Humanitarian impact of Aga Khan’s work

Aga Khan in Timbuktu
Aga Khan in Timbuktu, Mali sitting down with local leaders to discuss plans for restoration of a 14th century mosque. AKDN - Garry Otte.

Vancouver – What do Aga Khan Institutions do?

These institutions running under the Aga Khan Development Network do a mind boggling amount of work across nearly 30 countries in every imaginable project that can benefit mankind.

Across countries in Africa and central and south Asia  200 schools and two universities are giving first class education to 2 million learners.

Central to its many education programmes and institutions is the Network’s overarching belief that pluralism, or the “embrace of difference”, is vital to how we interact with the world.

“The task is clear: To prepare the next generation of learners to be active and responsible citizens who look upon difference not as reason for suspicion nor cause for conflict, but rather, as a source of strength,” AKDN says.

“For over 30 years, the Aga Khan Development Network has worked in remote and fragile geographies to effectively reduce poverty, ensure tangible food security and improve the livelihoods of smallholder farmers and their families.

“This approach to development has been adapted and replicated widely, and improved the quality of life of more than 8 million people living in poor, rural areas,” according to the AKDN.

Vast networks of smaller clinics and large teaching hospitals are providing first world healthcare in some unexpected locations.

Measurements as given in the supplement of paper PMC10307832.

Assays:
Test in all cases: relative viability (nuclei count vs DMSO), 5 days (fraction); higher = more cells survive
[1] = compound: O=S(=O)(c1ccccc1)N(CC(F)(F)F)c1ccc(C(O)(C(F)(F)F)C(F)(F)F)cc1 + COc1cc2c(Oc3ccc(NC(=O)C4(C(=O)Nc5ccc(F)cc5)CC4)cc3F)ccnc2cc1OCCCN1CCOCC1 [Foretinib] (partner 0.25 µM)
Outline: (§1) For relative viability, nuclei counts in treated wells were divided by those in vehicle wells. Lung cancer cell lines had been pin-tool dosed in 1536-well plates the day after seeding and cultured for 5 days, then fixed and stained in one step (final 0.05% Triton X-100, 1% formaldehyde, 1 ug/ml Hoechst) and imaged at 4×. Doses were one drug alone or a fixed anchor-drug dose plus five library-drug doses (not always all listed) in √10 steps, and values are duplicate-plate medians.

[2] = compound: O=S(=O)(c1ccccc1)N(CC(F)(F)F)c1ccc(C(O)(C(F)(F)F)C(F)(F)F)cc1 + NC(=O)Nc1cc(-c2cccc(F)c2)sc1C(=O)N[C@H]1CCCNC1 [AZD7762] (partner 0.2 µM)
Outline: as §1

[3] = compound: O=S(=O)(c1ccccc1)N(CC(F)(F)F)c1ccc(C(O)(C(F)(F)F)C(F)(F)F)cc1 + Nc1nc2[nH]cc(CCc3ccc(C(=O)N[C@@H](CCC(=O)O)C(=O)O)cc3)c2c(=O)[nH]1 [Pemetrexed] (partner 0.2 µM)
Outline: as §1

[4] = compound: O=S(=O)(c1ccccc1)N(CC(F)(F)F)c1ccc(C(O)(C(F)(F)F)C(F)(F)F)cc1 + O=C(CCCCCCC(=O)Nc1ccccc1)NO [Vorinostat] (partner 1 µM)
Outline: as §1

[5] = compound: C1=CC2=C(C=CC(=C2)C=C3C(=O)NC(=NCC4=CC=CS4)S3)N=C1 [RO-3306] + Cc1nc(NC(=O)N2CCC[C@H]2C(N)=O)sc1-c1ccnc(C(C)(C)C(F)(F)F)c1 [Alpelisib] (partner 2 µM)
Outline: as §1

In Nairobi there’s the Aga Khan University Teaching hospital where cancer treatment and cardiac care is now at par with some Canadian hospitals.

In Karachi the Aga Khan University expanded with a medical college and branched out into Africa and even Europe.

The new University of Central Asia is located in the Pamir mountain valleys in Khorugh, Tajikistan.

It’s the second campus of the UCA and was opened in September with a treaty signed between the Aga Khan and leaders of Tajikistan, Kyrgyzstan and Kazakhstan.  The Aga Khan is chancellor.

These health care facilities are non- profit and approximately 1 million patients are given subsidized medical care.

Other areas are habitat, micro-financing, industry, electric power projects, agricultural management, teaching farmers to grow better crops, bringing water to rural areas, emergency disaster management and assistance and even construction of toilets in India.

The gallery below provides some examples. Click on image to view gallery